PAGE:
Recommended: LE SPECTATEUR QUI EN SAVAIT TROP by Mark Rappaport, translated [from English to French] by Jean-Luc Mengus, Paris: P.O.L, 2008, 240 pp.
There are 16 pieces here -– including a Preface, a concluding essay entitled “Confessions of a Latent Heterosexual (Complete with Illustrations),” and four sections in between consisting of a Hitchcock Cycle (three stories) and an Eisenstein Cycle (three stories, with Marlene Dietrich playing a significant role in one), interspersed with two sections of four stories each. Some of the topics: The son of Madame de…, Jean Seberg, “The Tourist Who Knew Too Much,” “My Life with Catherine Deneuve,” Gilda’s gloves, Silvano Mangano and Capucine, The Creature from the Black Lagoon, Marcel Proust in Marienbad. Whether these are autobiographical fictions, fictional essays, and/or stories about other stories is a matter directly addressed in the Preface. (Don’t expect any conclusive answers.)
I can’t wait for this to come out somewhere in English [2021: you can ccess it now online in English here, and both parts of Rappapot’s The Secret Life of Moving Shadows are also available on Amazon]–even though P.O.L, publisher of the quarterly film magazine TRAFIC (as well as the French translation of my own first book, MOVING PLACES, also done by Jean-Luc Mengus), has done a very handsome job with it. Read more
THE TENDER TRAP, directed by Charles Walters and written by Julius Epstein, with Frank Sinatra, Debbie Reynolds, David Wayne, and Celeste Holm (1955, 111 min.)
Last night, I started out watching SINNER’S HOLIDAY (1930), with the first film appearance of James Cagney, and wound up seeing all of THE TENDER TRAP (1955) instead. Not because the latter is necessarily superior in any way -– only because I was 13 years old and saw THE TENDER TRAP when it came out, whereas I was years away from even being conceived when SINNER’S HOLIDAY made its first appearance, which means that the 1955 movie has more personal significance.
I suspected that a prefemninist comedy about swinging bachelorhood like THE TENDER TRAP would turn out to look archaic now in its sexism, and was pleasantly surprised to find that, apart from the standard 50s dogma that marriage and family were the solutions to every problem, these suspicions were mainly misguided. If anything, the film takes considerable pains to undermine at least a few of the myths of swinging bachelorhood -– even if the spacious living room in Sinatra’s Manhattan flat is almost oversized enough to justify the parody version of such a place in the 2003 DOWN WITH LOVE. Read more
From Cinema Scope No. 50, Winter 2012, as part of a feature, “50 Best Filmmakers Under 50”. — J.R.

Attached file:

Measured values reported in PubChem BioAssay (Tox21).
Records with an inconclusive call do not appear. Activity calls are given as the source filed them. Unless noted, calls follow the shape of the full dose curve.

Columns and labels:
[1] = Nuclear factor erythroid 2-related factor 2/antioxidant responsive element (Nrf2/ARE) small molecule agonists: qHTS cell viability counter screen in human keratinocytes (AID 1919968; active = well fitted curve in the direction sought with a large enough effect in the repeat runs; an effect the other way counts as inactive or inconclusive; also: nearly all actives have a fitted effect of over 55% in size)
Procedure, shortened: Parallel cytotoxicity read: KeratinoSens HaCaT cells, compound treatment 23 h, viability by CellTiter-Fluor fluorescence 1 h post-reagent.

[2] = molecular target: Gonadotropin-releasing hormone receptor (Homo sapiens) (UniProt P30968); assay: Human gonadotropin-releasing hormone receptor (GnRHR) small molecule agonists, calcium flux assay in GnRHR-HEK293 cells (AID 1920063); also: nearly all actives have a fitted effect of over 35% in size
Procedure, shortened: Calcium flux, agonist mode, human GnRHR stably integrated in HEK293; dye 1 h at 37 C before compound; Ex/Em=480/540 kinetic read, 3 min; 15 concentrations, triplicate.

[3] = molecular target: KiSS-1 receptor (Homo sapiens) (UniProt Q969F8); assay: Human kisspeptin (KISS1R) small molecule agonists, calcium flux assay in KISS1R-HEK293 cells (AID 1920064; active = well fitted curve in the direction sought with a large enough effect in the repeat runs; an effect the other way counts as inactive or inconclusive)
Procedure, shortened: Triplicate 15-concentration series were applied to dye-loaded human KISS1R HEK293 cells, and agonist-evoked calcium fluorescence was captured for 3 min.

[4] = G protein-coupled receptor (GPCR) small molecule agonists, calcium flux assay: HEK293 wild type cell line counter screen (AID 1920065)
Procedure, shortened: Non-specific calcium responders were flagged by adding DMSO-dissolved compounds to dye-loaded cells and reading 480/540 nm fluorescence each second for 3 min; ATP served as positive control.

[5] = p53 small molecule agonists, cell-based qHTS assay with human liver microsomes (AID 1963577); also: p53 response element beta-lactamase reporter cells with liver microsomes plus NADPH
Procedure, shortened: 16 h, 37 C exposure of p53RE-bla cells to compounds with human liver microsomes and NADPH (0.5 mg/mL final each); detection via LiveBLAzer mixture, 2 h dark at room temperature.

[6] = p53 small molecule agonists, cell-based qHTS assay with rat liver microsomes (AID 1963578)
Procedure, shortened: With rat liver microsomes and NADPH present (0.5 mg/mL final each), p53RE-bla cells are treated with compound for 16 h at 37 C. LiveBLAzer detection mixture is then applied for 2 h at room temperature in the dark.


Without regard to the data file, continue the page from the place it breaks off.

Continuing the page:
Many reviewers of Azazel Jacobs’ four features understandably place them in a direct lineage from his father Ken’s work. Both filmmakers are clearly preoccupied with interactions and crossovers between fiction and nonfiction — although the same could be said of everyone from Lumière, Méliès, and Porter to Costa, Hou, and Kiarostami. And both are remarkable directors of actors/performers, even though, in the case of Ken, projectors and found footage have performative roles along with people. The dialectics forged by opposite coasts and mindsets — corporate Hollywood vs. flaky New York Underground, claustrophobic obsession/fixation versus airy and uncontrollable street theatre — are equally constant.
Most reviewers are quick to point out that Azazel is more committed to narrative than his father. It’s easy to see what they mean, but some of their assumptions are worth questioning. If part of what we mean by “narrative” is plot and incident, there may be more of both contained in the intertitles of Ken’s The Whirled (1956-63) than there is in the main action of Azazel’s second feature The GoodTimes Kid (2005). If part of what we mean is “character,” then the work of both filmmakers is overflowing with it, from Jack Smith’s manic cavorting in many of Ken’s films to Diaz’s exhilarating dance in The GoodTimes Kid, not to mention John C. Read more
A DANDY IN ASPIC, directed by Anthony Mann (and Laurence Harvey, uncredited), with Harvey and Mia Farrow (1968, 107 min.) + DESPERATE, directed by Anthony Mann, with Steve Brodie and Audrey Long (1947, 73 min.)
Spurred by some comments from Brad Stevens in the chatgroup “a film by,” I finally catch up with Anthony Mann’s last film, A Dandy in Aspic –– a convoluted spy thriller set in London and Berlin that was completed by its star, Laurence Harvey, after producer-director Mann died in the middle of shooting. It appears that most of the handsomely framed London exteriors are Mann’s work while the excessive use of zooms in the Berlin exteriors and elsewhere are most likely the work of Harvey. Anyway, this is an interesting test-case for auteurists, because, as Stevens notes, there are plenty of thematic as well as stylistic traits here that one can associate with Mann, but at the same time -– dare I say it? -– much of the film strikes me as as being terrible in spite of this. The key problems for me are the lead performances by Harvey and Farrow, both of whom strike me as being so far adrift from recognizable human behavior that one can accept their characters only as theorems and/or abstractions, metaphysical or otherwise. Read more